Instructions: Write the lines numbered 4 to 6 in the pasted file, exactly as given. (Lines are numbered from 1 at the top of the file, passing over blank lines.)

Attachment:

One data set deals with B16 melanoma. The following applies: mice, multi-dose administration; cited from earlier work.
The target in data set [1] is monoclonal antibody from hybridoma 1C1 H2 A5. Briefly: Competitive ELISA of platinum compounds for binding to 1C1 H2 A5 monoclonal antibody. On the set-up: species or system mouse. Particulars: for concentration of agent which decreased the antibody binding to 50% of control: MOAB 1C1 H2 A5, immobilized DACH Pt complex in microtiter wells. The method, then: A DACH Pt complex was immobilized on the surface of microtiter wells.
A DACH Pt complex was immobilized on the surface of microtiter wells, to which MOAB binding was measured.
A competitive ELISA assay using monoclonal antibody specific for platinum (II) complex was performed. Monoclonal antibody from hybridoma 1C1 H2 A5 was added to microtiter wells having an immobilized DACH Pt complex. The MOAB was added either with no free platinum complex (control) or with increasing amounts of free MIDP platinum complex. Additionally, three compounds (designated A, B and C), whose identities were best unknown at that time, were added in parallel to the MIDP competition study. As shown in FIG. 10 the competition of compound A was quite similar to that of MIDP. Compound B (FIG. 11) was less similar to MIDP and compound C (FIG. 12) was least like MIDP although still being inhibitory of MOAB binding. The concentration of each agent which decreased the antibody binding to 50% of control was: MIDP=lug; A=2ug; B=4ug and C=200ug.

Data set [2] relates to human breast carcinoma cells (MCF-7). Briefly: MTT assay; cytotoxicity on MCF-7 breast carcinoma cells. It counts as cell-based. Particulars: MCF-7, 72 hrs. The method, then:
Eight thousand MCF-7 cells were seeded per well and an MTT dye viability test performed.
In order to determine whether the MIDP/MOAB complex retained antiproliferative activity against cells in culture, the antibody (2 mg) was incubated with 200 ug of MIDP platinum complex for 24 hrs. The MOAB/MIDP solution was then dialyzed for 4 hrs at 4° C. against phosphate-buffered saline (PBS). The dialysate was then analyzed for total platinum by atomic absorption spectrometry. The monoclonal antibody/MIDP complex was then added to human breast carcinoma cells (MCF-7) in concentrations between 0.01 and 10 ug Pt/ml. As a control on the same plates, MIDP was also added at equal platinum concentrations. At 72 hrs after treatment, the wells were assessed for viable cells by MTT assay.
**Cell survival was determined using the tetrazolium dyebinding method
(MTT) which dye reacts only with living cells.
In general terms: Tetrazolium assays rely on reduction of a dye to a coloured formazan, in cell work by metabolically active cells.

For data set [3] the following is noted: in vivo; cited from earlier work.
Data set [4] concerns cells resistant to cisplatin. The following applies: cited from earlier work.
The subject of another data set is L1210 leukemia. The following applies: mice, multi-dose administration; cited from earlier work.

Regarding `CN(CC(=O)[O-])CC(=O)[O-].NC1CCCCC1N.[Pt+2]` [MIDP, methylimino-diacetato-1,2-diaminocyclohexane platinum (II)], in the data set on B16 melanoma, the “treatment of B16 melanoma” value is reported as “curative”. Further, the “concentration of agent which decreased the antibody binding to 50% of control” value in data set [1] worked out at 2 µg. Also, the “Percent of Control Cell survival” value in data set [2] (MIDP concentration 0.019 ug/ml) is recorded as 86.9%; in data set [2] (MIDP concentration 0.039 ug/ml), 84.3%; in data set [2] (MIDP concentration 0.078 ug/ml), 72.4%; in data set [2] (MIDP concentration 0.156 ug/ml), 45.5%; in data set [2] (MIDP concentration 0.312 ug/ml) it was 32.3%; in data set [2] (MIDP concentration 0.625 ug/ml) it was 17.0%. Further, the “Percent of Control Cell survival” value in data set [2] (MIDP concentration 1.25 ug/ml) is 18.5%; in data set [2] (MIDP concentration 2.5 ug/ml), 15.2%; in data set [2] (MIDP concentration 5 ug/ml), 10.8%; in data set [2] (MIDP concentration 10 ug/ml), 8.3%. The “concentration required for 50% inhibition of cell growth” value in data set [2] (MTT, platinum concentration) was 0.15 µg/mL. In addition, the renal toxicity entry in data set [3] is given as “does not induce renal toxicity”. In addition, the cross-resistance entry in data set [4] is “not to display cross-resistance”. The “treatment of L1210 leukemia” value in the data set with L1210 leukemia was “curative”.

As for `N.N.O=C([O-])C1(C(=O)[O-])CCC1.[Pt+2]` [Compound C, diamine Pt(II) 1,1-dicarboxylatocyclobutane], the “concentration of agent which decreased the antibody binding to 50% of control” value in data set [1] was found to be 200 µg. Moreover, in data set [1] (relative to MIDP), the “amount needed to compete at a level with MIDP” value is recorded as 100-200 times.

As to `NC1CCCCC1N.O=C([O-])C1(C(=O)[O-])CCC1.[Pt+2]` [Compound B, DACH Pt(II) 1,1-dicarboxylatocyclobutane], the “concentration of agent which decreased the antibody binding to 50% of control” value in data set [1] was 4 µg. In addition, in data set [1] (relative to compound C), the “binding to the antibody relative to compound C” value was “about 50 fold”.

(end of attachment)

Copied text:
A competitive ELISA assay using monoclonal antibody specific for platinum (II) complex was performed. Monoclonal antibody from hybridoma 1C1 H2 A5 was added to microtiter wells having an immobilized DACH Pt complex. The MOAB was added either with no free platinum complex (control) or with increasing amounts of free MIDP platinum complex. Additionally, three compounds (designated A, B and C), whose identities were best unknown at that time, were added in parallel to the MIDP competition study. As shown in FIG. 10 the competition of compound A was quite similar to that of MIDP. Compound B (FIG. 11) was less similar to MIDP and compound C (FIG. 12) was least like MIDP although still being inhibitory of MOAB binding. The concentration of each agent which decreased the antibody binding to 50% of control was: MIDP=lug; A=2ug; B=4ug and C=200ug.

Data set [2] relates to human breast carcinoma cells (MCF-7). Briefly: MTT assay; cytotoxicity on MCF-7 breast carcinoma cells. It counts as cell-based. Particulars: MCF-7, 72 hrs. The method, then:
Eight thousand MCF-7 cells were seeded per well and an MTT dye viability test performed.